Quiet town nestled in the hills of the Great Dividing Range
Kinglake is a small town at the top of the Great Dividing Range which has, over the years, been decimated by bushfires. It was savagely damaged in the 2009 Black Saturday bushfires when over 500 homes were destroyed and 38 people in the district lost their lives. Consequently today it is a modern town which has struggled to attract visitors.
Kinglake is located 59 km north-east of Melbourne.^ TOP
Origin of Name
There are two interpretations of how the town was named. One argues that a surveyor named Alexander Kinglake passed through the area in 1870 and the town is named after him. The other claims that it was named after British historian Alexander William Kinglake, whose eight-volume history of the Crimean War (it was published between 1863-1887) had recently been completed.^ TOP
Things to See and Do
Located at 40 Whittlesea-Kinglake Road, the Bollygum Playground is a magical playground created with a theme based around the book Bollygum by Garry Fleming. It was created as a post-Black Saturday community project to help heal a community devastated by death and bushfires and to encourage visitors to return to the township. The Melbourne Playgrounds website (check out https://www.melbourneplaygrounds.com.au/bollygum-adventure-playground-whittlesea-kinglake-rd-kinglake#.XV9oZJMzZBw) describes it as: "Wander along the shady paths and dry watercourse and explore each enchanting element. Start at the Bower Bird's nest with its shiny blue trinkets, then past a large shady sandpit and cross one of the bridges to Platypus's House and make a pretend fire in the huge hearth. Be careful not to scare platypus with the screeching from the music cylinder next to his house. Wander down the shady path, past the log bridges and massive log seat to Wombat's House which has beautiful carved murals on the walls, tunnel slide, spiral slide, distorting mirrors, speak and listen system and lots of unusual equipment to make sounds (not too loud though because Wombat might be snuggled up and sleeping). Stop for a while at the dry creek for a spot of fishing with rods and reels provided. Have a play with the mechanical digger in the big sandpit and then head to an area with lots of traversing elements such as a chain traverse, flying fox, bridge, monkey bars and hanging disks. Head back up the hill to the main structure with Frogmouth's House and a climbing wall, ladders, walkways, wave slide, abacus, rope ladders, thin balance walkway, long high rope bridge for the daring kids, fireman's pole, dual metal slides (with shade sails above) and various fun musical instruments."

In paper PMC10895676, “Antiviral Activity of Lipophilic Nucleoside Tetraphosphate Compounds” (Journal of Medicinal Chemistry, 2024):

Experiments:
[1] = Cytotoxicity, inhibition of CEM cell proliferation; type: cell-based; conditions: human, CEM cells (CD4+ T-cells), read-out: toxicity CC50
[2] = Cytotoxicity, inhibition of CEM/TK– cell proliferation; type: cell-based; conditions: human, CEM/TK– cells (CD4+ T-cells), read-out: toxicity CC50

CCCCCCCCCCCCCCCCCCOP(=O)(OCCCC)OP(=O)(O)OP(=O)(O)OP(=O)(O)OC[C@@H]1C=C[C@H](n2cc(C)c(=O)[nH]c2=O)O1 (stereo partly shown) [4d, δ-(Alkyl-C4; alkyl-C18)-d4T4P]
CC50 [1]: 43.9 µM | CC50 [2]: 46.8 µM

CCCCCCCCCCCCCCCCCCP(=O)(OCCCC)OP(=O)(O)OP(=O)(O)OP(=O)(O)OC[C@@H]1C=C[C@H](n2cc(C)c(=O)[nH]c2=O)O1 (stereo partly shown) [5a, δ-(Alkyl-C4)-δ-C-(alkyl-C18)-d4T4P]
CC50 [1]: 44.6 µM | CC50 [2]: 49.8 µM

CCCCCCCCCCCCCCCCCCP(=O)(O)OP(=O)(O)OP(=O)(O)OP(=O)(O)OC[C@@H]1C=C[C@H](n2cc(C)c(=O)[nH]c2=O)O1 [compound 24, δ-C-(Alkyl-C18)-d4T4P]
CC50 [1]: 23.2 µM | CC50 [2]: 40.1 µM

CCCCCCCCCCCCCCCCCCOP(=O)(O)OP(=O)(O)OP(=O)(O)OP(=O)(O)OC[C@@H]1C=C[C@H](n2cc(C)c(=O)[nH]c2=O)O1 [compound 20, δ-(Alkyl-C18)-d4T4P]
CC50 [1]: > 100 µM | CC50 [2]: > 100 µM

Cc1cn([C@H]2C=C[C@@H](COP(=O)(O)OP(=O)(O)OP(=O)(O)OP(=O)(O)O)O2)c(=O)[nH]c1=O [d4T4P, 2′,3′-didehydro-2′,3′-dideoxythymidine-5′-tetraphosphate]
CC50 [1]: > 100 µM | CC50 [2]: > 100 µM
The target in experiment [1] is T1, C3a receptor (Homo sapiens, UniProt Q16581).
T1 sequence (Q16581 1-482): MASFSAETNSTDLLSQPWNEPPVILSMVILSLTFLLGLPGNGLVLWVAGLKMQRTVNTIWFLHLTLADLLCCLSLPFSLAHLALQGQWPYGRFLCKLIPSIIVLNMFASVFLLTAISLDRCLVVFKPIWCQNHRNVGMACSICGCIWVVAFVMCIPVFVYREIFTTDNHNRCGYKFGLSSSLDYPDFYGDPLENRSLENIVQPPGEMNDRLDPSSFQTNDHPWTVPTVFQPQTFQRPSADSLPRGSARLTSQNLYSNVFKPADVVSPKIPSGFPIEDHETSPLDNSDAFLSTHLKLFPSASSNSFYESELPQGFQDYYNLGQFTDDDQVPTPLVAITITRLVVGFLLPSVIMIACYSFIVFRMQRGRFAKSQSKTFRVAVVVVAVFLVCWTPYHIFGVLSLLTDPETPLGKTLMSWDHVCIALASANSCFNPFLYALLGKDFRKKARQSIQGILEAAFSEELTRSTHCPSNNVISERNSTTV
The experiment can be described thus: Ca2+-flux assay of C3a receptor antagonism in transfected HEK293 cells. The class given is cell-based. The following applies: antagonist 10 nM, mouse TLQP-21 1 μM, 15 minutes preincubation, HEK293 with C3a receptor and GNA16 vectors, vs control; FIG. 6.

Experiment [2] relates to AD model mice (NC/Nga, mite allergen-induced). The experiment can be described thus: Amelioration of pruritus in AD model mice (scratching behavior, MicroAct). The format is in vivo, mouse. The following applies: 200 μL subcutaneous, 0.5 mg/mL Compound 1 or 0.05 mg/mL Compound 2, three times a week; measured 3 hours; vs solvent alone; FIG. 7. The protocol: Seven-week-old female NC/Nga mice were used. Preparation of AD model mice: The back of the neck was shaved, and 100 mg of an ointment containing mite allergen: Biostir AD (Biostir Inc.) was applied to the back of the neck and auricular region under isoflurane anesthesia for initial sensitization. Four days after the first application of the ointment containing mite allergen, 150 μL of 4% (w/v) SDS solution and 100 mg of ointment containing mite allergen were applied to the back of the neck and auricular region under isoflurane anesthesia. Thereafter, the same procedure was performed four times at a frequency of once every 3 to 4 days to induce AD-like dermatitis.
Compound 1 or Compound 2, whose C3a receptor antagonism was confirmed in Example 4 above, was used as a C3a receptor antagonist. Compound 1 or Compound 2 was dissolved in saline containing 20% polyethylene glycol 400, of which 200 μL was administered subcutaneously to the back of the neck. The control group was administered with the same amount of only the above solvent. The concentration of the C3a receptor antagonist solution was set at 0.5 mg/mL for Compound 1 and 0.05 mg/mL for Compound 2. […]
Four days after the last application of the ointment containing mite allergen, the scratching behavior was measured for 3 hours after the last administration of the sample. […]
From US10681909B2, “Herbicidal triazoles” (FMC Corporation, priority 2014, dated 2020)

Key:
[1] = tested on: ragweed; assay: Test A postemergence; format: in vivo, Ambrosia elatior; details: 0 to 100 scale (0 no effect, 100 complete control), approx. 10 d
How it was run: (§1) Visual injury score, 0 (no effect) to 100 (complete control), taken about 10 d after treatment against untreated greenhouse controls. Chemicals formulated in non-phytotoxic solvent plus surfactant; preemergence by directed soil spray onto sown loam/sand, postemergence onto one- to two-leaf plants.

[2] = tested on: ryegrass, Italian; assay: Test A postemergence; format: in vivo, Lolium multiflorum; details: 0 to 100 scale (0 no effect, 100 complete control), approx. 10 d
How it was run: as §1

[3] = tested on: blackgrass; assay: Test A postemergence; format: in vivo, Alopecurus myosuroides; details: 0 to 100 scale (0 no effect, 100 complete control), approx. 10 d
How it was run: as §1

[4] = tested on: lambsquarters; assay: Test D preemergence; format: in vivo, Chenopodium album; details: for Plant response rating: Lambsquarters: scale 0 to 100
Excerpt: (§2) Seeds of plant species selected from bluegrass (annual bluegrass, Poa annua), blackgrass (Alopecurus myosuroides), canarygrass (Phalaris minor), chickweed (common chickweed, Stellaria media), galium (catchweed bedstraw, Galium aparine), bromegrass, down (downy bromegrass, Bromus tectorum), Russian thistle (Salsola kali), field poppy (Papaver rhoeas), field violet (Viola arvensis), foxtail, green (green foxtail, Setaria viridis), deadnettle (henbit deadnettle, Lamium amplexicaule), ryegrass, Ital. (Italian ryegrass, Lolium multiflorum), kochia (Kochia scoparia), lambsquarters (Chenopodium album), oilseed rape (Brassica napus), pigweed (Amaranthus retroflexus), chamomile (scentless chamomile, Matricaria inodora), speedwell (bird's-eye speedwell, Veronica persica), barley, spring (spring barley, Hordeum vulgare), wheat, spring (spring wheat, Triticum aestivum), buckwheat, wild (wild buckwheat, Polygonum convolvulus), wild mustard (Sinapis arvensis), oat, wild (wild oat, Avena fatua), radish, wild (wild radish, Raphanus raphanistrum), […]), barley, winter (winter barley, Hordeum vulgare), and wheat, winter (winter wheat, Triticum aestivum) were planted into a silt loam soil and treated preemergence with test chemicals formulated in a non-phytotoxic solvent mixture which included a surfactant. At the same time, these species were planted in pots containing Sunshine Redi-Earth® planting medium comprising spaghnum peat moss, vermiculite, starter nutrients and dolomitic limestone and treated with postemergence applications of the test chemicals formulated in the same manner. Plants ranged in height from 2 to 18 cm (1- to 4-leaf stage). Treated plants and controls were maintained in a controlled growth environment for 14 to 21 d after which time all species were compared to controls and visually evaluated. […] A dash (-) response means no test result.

Other Attractions in the Area
Kinglake National Park
Kinglake National Park (23,210 ha) is the largest National Park near Melbourne. Established in 1928 to protect native fauna and flora, it is divided into three sections: one to the south and east of Kinglake, one to the west and one to the north. It is situated on the slopes of the Great Dividing Range and features such popular attractions as Masons Falls, Jehosaphat Gully and Wombelano Falls. The appeal of the park lies in its opportunities for bushwalking, picnics, cycling and nature study. Throughout the year it is a feast of flora and fauna with almost 600 native plant species, 40 native mammals and 90 native bird species. It is particularly impressive in spring when the wildflowers are in bloom.
There are a number of impressive locations in the park:
* Masons Falls Picnic Area is a large picnic area where there are disabled facilities, toilets, barbecues, water and sheltered tables. This picnic area is the start of a number of walking tracks.
Lyrebird Circuit Track (500 m) is an easy shady path (it is suitable for wheelchairs) which includes as its highlights some of the park's tallest trees and has information boards detailing historic and natural features. This is for walkers only.
Boundary Track (2.4 km one way) follows the park boundary from the Masons Falls Picnic Area. It is suitable for walkers and cyclists
Goodenia Track (750 m one-way) moves from the picnic area to the Boundary Track. It climbs gradually through an area that is dotted, in spring, with hakeas. It is open to cyclists as well as walkers.
Masons Falls Walk (700 m one way) is a track which follows Running Creek from the Masons Falls Picnic Area to a viewing platform offering views over the falls and the gorge which is covered with native bush and ferns. The falls are best seen after heavy rains. The Masons Falls track is for walkers only.